Everyone knows that smoking is bad for health. Smoking tobacco can lead to cancer, lung diseases, and heart diseases. But do you know how smoking affects your oral cavity? After all every puff of smoke that enters your body has to first pass through your lips, tongue, teeth, gums and then it finally reaches your lungs.
Here is a list of effects that smoking can have on mouth:
• Staining of teeth and dental fillings. The tar and nicotine leave yellow stains on teeth and dental fillings which after a period of time seep into the tiny cracks of teeth and make them permanent.
• Drying of mouth. Smoking reduces the amount of saliva in mouth and aggravates drying of mouth.
• Bad breath. This bad breath doesn’t go off easily with chewing a mint. The chemicals that pass through mouth while smoking get collected on surfaces of mouth and the dryness produced due to smoking are responsible for this bad breath.
• Gum diseases. It has been found that the bacteria’s involved in gum disease are present in higher amount in smokers than in non smokers. Saliva has cleaning action in mouth and on teeth, due to reduced amount of saliva in the mouth there is increased amount of deposits in the mouth (i.e. plaque). Smoking causes constriction of blood vessels thus resulting in poor response of body to the plaque. The heat produced due to smoke also kills the important cells in mouth which help to fight back gum disease. The chemicals present in smoke affect the attachment of gum to the bone, resulting in increased amount of loss of bone, which finally results in more loss of teeth.
• Tooth decay. Reduced saliva flow and increased plaque, increases the risk of tooth decay in smokers. It has been found that smokers are three times at higher risk for cavities than non smokers.
• Altered taste and smell. Smoking alters your senses of taste and smell. This is the major reason why smokers weigh less than non smokers. Because of the loss of taste you may also end up adding too much salt or sugar in your food leading to other problems.
• Smoker’s palate. The palate of smokers appears white, with number of little spots project from the surface, each bearing a small red spot at the centre that marks the opening of the duct of the salivary gland. This appearance is due to irritated salivary glands with inflamed ducts which is in response to heat. This lesion is reversible and the palate comes back to normal within 2-3 weeks of quitting smoking.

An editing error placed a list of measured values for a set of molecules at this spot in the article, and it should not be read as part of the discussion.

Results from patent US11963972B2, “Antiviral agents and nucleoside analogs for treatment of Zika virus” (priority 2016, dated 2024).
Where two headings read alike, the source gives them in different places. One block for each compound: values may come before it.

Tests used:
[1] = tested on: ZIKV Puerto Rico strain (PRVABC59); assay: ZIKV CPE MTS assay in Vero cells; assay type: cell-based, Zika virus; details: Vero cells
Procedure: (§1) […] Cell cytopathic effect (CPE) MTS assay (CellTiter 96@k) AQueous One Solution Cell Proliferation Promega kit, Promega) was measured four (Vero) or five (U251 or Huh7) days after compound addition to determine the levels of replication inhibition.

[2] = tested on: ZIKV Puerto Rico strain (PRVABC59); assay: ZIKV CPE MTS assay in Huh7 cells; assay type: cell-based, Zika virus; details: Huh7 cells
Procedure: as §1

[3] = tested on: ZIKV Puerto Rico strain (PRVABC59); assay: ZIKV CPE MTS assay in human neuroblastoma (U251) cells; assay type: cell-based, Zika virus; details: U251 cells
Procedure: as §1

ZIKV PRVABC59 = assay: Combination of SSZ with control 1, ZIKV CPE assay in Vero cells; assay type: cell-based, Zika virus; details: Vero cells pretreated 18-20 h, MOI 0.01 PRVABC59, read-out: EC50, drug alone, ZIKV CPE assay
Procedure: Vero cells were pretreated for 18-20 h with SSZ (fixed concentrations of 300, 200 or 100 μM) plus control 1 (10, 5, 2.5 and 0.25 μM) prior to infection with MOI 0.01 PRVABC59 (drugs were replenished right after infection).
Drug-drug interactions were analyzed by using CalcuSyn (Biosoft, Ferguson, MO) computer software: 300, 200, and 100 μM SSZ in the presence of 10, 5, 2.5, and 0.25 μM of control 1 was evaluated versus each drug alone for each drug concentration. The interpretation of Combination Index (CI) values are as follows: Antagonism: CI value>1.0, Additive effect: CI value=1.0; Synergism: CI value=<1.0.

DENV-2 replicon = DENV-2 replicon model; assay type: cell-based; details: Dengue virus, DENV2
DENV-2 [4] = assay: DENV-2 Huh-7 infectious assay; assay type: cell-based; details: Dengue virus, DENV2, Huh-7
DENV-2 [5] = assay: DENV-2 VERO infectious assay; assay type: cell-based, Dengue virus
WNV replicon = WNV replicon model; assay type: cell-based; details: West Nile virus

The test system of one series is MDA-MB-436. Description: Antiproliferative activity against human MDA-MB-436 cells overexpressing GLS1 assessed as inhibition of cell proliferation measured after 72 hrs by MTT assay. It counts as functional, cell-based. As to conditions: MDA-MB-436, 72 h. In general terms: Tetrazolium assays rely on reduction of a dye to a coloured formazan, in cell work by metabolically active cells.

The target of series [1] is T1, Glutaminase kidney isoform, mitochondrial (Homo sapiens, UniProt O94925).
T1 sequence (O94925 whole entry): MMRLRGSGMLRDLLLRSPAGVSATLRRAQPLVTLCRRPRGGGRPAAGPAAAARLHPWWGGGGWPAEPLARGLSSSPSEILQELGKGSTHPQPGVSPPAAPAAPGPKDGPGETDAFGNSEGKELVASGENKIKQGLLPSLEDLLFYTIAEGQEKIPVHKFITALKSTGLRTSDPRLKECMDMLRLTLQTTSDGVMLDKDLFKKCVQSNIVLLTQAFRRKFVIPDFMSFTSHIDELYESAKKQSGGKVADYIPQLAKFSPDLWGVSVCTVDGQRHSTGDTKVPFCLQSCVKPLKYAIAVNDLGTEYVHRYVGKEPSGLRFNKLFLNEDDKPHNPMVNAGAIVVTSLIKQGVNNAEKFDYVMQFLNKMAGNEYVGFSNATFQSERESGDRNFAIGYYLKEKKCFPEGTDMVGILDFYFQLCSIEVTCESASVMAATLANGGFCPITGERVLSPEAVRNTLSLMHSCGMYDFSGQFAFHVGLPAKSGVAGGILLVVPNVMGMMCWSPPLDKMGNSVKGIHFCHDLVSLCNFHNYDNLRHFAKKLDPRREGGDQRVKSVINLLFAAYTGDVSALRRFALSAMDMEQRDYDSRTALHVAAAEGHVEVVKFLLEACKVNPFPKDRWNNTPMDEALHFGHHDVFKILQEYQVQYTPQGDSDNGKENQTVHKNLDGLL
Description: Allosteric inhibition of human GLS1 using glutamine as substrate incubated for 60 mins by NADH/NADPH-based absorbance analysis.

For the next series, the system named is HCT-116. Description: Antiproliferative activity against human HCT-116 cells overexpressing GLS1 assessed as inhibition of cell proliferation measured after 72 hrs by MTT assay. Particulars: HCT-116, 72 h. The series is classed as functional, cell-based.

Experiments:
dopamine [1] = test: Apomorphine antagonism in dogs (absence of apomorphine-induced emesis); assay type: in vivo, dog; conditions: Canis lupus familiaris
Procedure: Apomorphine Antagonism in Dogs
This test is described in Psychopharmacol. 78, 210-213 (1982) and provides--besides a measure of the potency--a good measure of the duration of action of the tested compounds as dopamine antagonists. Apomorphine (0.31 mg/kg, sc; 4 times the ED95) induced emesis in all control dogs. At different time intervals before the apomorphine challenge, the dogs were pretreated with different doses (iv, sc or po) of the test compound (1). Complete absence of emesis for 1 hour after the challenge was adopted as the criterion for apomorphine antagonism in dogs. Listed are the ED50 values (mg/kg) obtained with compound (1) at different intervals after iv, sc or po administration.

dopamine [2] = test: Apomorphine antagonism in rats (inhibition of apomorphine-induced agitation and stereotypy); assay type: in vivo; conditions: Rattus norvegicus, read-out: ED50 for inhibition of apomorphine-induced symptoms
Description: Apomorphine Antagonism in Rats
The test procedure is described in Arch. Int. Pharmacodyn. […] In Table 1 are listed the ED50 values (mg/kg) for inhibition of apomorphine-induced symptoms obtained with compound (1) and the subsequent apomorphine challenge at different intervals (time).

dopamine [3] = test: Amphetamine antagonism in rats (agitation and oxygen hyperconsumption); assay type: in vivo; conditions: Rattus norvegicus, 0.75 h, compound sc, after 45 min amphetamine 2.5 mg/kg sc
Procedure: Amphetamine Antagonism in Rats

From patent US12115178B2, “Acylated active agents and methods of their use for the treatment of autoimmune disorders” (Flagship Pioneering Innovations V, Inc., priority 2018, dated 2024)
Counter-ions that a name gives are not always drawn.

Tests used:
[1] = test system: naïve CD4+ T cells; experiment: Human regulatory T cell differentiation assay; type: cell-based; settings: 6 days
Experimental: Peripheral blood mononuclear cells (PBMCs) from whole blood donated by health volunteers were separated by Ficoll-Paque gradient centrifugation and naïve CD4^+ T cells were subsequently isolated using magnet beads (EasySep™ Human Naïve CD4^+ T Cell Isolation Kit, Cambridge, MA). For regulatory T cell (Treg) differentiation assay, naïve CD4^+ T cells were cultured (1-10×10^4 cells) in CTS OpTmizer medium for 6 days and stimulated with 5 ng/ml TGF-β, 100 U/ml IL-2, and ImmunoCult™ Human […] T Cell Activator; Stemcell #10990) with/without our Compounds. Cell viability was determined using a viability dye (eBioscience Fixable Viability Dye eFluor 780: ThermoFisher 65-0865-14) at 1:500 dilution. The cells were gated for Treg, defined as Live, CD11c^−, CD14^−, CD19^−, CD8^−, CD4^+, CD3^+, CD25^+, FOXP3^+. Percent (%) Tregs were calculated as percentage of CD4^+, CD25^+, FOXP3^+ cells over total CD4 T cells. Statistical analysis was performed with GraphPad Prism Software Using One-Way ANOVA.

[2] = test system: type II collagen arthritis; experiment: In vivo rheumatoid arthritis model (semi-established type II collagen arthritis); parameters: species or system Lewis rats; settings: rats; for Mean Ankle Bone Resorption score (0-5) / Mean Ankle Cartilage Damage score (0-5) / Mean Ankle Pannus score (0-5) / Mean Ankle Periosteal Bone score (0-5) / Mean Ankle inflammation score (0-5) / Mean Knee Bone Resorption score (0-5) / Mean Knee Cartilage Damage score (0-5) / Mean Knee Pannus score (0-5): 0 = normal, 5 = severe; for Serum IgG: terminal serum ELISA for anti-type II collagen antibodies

• Smoker’s melanosis is associated with cigarette and pipe smoking, and is seen as brown spots inside the mouth.
• Hairy tongue is overgrowth of little “hairs” on the tongue known as papillae. The papillae may be stained white, yellow, brown, green, or black depending on the source of the staining. With tobacco use, the color is generally brown or black. This condition is of concern as it does not look very nice, and also contributes to bad breath.
• Delayed healing process following tooth extraction, periodontal treatment, or any kind of oral surgery. There is also lower success rate of dental implant procedures in smokers.
• Oral precancer. Oral leukoplakia, which can be regarded as “pre-cancer” is far more common in smokers than in non-smokers. Leukoplakia is any white lesion whose cause is not known, and there is a chance that these lesions can become cancer.
• Oral cancer. Last but surely not the least, the deadly cancer. It has been found that cigarette, cigar, or pipe smokers are six times more likely to develop oral cancers than nonsmokers. Oral cancers include cancers of the oral cavity, mouth and lip. Combining smoking and excessive alcohol intake increases the risk of getting oral cancer. Three out of four oral cancers, is seen in people who smoke or drink alcohol or both.
Like cigars and cigarettes, smokeless tobacco products (for example, snuff and chewing tobacco) contain at least 28 chemicals that have been shown to increase the risk of oral cancer and cancer of the throat and esophagus. In fact, chewing tobacco contains higher levels of nicotine than cigarettes, making it harder to quit than cigarettes.
Oral cancer can develop at any time. It’s important to know what to look for and to tell your dentist and physician right away if you have any concerns.
If you experience any sign of irritation, like tenderness, burning, or a sore that will not heal, tell your dentist or physician. Also, tell your dentist or physician if you have pain, tenderness, or numbness anywhere in your mouth or lips.
The development of a lump or a wrinkled or bumpy patch inside your mouth also can be a sign of oral cancer. In addition, if the tissues in your mouth change color to gray, red, or white, make an appointment to see your dentist or physician.
Tobacco in any form is enemy of good oral health. Schedule a checkup with your dentist, to detect these effects of smoking as early as possible and help to give you better life.